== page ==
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Land Your Dream UX Job

How To Land Your Dream UX Job


DATE: 24 July, 2023

We spend on average one-third of our lives at work; that's a staggering 90,000 hours over your lifetime. Given that hefty dance card and considering we're not living in the “Severance” era just yet (if you've not seen it, give it a Google, it's great), it's vital to invest in a role that provides fulfilment and career growth. So how do we land our dream job in UX? Kate Verran, Talent Specialist at Aquent, offers the UX design community a sprinkle of her well-seasoned strategies to help you successfully navigate your next career move to land your dream UX job.

What are the different roles and specialisations within UX?

UX / Experience Design

Within these roles, designers understand and advocate for users across the design of products, services and experiences. Designers work in the first and flex into the second stage of the Double Diamond, covering discovery, synthesis, and ideation, through to user flows or wireframes, and are involved in user testing. Some UXers also create prototypes and work on design iteration.


Focused on the discovery phase, either mixed methods or focused on qualitative or quantitative research. Here we see an application of different research techniques dependent on the scenario: ethnographic, surveys, interviews, co-creation workshops with stakeholders, various teams, user groups etc. Outputs are usually a report or recommendations. Researchers usually collaborate closely with UX Designers.

Product Design

Tends to cover end-to-end UX > UI Design process. Sometimes from a UX perspective, focused more on the skeleton of an experience, but more often we see a PD skillset including strong UI Design capability, right through to micro-animations.

Content Design / UX Writing

No longer technical writing for product manuals, these days UX Writers and Content Designs sit on cross-functional Product / UX Design teams, looking at messaging, copy and content across the FULL end-to-end experience. Often stepping beyond just the product space, encompassing all channels (email, text, onsite messaging etc). Key focus areas include onboarding, upgrading or help and support services.

CX Design

Taking a Customer Centric viewpoint to design touchpoints across all channels. CX Designers work closely with sales and marketing on conversion metrics but also advocate for Voice of Customer across the whole lifecycle (pre-engagement, before sales, after-sales etc.)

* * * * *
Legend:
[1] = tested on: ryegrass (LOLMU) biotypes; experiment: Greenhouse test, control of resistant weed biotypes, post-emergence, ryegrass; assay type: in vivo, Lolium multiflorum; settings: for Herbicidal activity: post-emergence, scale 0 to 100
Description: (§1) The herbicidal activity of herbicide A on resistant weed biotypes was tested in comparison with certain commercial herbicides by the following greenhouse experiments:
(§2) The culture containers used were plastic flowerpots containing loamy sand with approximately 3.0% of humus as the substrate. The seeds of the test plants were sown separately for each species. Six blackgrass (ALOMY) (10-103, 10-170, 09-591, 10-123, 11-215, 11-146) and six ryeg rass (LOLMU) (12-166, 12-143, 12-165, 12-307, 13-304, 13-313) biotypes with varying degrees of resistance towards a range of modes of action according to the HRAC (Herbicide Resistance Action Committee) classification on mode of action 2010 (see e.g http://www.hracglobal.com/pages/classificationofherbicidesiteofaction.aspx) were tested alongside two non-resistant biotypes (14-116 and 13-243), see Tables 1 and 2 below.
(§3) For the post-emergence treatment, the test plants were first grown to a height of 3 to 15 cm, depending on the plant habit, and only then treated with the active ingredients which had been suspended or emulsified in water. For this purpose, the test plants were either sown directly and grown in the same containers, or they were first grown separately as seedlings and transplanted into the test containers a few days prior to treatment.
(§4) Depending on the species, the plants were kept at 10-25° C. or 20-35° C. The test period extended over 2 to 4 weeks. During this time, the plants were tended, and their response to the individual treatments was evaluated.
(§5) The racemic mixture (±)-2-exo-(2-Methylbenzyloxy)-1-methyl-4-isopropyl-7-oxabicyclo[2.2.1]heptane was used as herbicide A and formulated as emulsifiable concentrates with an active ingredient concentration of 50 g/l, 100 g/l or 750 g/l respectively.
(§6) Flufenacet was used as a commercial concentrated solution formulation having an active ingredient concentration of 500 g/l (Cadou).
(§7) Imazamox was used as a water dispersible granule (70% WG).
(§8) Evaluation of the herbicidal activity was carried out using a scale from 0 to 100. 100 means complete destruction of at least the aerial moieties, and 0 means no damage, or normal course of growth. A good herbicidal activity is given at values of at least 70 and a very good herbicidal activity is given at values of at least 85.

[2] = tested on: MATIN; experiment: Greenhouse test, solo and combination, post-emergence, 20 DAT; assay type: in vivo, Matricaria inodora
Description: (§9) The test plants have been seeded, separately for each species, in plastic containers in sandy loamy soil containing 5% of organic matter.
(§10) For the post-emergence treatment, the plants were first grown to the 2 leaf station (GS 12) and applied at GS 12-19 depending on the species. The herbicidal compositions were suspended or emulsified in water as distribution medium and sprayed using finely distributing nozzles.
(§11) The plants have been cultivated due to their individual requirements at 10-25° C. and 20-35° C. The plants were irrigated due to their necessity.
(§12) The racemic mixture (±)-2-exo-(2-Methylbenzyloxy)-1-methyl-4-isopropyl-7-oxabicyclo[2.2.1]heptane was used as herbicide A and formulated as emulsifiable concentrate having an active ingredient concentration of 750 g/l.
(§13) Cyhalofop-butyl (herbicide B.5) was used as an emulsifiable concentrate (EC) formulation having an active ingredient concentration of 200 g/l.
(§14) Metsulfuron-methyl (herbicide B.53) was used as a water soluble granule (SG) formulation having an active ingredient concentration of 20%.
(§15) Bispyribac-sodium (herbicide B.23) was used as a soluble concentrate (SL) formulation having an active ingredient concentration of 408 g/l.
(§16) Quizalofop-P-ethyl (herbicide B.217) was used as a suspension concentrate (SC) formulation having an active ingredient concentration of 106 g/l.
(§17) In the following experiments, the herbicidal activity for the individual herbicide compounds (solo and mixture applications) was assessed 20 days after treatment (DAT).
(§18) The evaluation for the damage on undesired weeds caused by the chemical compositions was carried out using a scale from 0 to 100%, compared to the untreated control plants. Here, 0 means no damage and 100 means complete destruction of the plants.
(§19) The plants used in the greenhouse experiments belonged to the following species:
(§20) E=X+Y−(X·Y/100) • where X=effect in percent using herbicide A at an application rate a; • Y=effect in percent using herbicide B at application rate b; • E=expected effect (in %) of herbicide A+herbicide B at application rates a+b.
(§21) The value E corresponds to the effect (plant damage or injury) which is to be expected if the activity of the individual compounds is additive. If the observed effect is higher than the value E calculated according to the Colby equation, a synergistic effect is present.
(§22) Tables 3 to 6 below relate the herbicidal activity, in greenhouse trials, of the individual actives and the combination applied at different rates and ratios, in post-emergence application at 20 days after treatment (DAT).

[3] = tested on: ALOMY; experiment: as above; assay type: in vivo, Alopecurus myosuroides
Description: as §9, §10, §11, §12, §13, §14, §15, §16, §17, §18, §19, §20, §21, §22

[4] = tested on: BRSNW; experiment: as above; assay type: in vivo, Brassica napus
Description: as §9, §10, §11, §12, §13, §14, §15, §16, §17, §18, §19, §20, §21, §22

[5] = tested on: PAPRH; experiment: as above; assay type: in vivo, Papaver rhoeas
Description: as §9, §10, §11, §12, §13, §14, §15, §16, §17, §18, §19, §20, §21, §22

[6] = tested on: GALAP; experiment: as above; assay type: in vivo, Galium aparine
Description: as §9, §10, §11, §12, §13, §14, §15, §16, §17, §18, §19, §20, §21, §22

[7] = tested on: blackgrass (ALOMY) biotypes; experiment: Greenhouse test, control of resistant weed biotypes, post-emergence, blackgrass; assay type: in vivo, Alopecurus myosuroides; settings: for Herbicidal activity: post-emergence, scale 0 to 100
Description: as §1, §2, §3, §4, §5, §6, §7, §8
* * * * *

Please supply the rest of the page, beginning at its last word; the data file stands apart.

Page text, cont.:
Service Design / Strategic Design

Taking design thinking to the business itself – looking at the organisational structure, resources and approach to providing experiences – putting the customer/humans at the centre. Can be technical (digital transformation/systems migration etc), focused on Innovation and NPD (disruptors), or changing ways of working (e.g. a healthcare client moving from a clinician-driven approach to a customer-centric approach).

What qualities and skills do employers look for in UX candidates? How can candidates stand out from the competition?

No matter the role type or level, the ability to articulate your career story and highlight your key skills (being realistic about your stretch remits) will gain cut through when planning your next career move.

The critical skills to showcase are:

  • UX design capabilities
  • Problem-solving skills 
  • Cross-functional team collaboration
  • Professional communication (stakeholders, non-designers etc).  

It's worth noting the attributes recruiters and employers look for are often dependent on the duration of engagement, as well as the role focus.

Skills for contractors

We are usually either looking to see very niche specialisation, skillset and level, or high adaptability and variety. The latter can be showcased via placements with a range of organisation types (in-house, consultancy, agency, startups/scale-ups etc.), working across various industry sectors, diverse types of projects, and an adaptable skillset, e.g., end-to-end skills, being able to showcase an ability to work from heavy discovery and research, through ideation and design, onto implementation and delivery.

Tip: Consider showcasing your projects that range across UX Design/Researcher, Product Designer and UX/UI Designer.

Skill for permanent roles

We are looking to see skills growth, reasonable tenure and ideally progression within organisations. Highlighting key skills/projects/experience that align with the role you're applying for is key.

Tip: Providing context to the organisation, team and your role within it is recommended, as is highlighting a key achievement/success/learning for each role.

Work samples (case studies/project overview/portfolio)